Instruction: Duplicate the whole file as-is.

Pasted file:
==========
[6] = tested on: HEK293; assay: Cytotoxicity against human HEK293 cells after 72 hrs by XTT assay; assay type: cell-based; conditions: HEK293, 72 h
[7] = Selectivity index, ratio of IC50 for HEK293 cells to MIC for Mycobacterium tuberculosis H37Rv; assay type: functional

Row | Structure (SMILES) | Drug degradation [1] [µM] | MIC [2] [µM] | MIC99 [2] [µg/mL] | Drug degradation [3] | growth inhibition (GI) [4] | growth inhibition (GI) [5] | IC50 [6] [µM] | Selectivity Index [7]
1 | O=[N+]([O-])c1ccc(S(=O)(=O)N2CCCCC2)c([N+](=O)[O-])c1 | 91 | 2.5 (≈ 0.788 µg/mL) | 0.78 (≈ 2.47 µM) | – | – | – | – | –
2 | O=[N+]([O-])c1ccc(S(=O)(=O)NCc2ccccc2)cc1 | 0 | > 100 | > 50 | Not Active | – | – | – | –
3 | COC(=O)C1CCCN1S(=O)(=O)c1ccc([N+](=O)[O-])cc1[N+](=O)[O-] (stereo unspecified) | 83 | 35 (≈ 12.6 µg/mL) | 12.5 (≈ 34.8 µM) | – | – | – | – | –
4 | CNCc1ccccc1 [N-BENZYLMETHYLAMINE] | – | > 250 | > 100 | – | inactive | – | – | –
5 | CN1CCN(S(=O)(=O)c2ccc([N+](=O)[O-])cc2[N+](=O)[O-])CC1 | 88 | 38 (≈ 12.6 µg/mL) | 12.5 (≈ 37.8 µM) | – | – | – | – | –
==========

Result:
[6] = tested on: HEK293; assay: Cytotoxicity against human HEK293 cells after 72 hrs by XTT assay; assay type: cell-based; conditions: HEK293, 72 h
[7] = Selectivity index, ratio of IC50 for HEK293 cells to MIC for Mycobacterium tuberculosis H37Rv; assay type: functional

Row | Structure (SMILES) | Drug degradation [1] [µM] | MIC [2] [µM] | MIC99 [2] [µg/mL] | Drug degradation [3] | growth inhibition (GI) [4] | growth inhibition (GI) [5] | IC50 [6] [µM] | Selectivity Index [7]
1 | O=[N+]([O-])c1ccc(S(=O)(=O)N2CCCCC2)c([N+](=O)[O-])c1 | 91 | 2.5 (≈ 0.788 µg/mL) | 0.78 (≈ 2.47 µM) | – | – | – | – | –
2 | O=[N+]([O-])c1ccc(S(=O)(=O)NCc2ccccc2)cc1 | 0 | > 100 | > 50 | Not Active | – | – | – | –
3 | COC(=O)C1CCCN1S(=O)(=O)c1ccc([N+](=O)[O-])cc1[N+](=O)[O-] (stereo unspecified) | 83 | 35 (≈ 12.6 µg/mL) | 12.5 (≈ 34.8 µM) | – | – | – | – | –
4 | CNCc1ccccc1 [N-BENZYLMETHYLAMINE] | – | > 250 | > 100 | – | inactive | – | – | –
5 | CN1CCN(S(=O)(=O)c2ccc([N+](=O)[O-])cc2[N+](=O)[O-])CC1 | 88 | 38 (≈ 12.6 µg/mL) | 12.5 (≈ 37.8 µM) | – | – | – | – | –